Members signed the "Petition for Science" organised by the Glasgow SFL, and a start was made towards the drawing up of a branch constitution, to be completed at the next meeting. It was decided that members should give short papers on scientific and scientifictional subjects at meetings. D. R. Smith will give such a paper on the various metals and alloys used in industry today, at the next meeting.

Chairman: M. K. Hanson, 95, Mere Road, Leicester

collected by Jemini

The time should soon be ready for the SFA to vote for its President. Suggestions include Benson Herbert, Festus Pragnell, A. M. Low, John Beynon or some active fan......... Interchange between the groups of this society has started with the presentation of "The Strange Papers of Doctor Blayre" to the Nuneaton group, by H. Gottliffe of the Leeds group....Eric Russell, genial Liverpool fan and author, has delivered the manuscript of his successful novelletto "The Saga of Pelican West" into the safe keeping of the Leeds Group. A strange report about this author comes from U.S.A. where "Russell" is said to be the pseudonym of an oldtimer writer of science fiction......The librarian of the Leeds SFA, J. Michael Rosenblum, informs us that this group now possesses a library of more than 800 science and science fiction books and magazines, and that tentative plans are being made for exchanging books between members and groups......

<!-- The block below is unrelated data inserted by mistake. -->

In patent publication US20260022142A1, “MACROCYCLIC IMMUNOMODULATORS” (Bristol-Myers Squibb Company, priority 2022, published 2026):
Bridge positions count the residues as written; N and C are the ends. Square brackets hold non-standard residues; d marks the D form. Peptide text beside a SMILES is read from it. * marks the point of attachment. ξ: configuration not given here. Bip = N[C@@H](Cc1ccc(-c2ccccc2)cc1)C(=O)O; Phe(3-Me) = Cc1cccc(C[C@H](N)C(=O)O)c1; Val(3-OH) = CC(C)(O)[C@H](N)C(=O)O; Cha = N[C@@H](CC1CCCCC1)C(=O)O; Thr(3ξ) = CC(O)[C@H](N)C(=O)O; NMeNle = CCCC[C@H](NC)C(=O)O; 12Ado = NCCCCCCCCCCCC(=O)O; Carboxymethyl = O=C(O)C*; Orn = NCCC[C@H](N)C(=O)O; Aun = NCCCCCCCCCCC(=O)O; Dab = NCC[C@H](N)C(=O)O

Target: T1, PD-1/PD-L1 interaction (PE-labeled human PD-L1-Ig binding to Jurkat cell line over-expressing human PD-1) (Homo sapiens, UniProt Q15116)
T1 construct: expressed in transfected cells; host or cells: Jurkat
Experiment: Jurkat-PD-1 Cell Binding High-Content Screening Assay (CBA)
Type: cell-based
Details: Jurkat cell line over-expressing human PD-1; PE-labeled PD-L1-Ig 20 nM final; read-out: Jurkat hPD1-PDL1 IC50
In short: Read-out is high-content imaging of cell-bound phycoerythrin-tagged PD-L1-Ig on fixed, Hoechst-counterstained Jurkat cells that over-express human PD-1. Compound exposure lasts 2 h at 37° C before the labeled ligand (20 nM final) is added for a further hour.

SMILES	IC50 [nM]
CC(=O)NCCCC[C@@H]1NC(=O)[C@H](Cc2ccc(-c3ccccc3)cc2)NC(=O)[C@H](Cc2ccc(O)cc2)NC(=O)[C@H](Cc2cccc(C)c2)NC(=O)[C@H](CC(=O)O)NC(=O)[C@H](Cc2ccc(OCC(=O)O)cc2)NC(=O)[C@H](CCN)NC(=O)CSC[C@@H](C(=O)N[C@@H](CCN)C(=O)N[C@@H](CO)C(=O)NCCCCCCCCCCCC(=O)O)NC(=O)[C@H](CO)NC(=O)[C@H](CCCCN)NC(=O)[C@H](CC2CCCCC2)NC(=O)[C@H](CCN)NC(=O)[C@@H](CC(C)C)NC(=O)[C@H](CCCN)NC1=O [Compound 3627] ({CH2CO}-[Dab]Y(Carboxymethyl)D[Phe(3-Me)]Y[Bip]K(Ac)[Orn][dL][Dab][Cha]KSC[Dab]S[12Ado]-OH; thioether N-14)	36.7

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Perhaps once every month, on an average, the report of the invention of a death ray appears in the newspapers, and though the reporters wisely abstain from sordid details there is presumably some basis of fact to these reports. It is thus surprising that the death ray is not more popular with scientific fiction authors. Murray Leinster in "Proxima Centauri" introduced 30 cm. radio waves, fatal to the lower forms of animal llfe, and Campbell in "The Black Star Passes" displayed his usual ingenuity in the conception of a ray poisonous to the catalytic reactions of life. Then there was the Adams ray in "The Reign of the Ray" by Fletcher Pratt and Irwin Lester, which was unpleasantly realistic in its gradual development and in the blindness it caused beyond the short lethal range.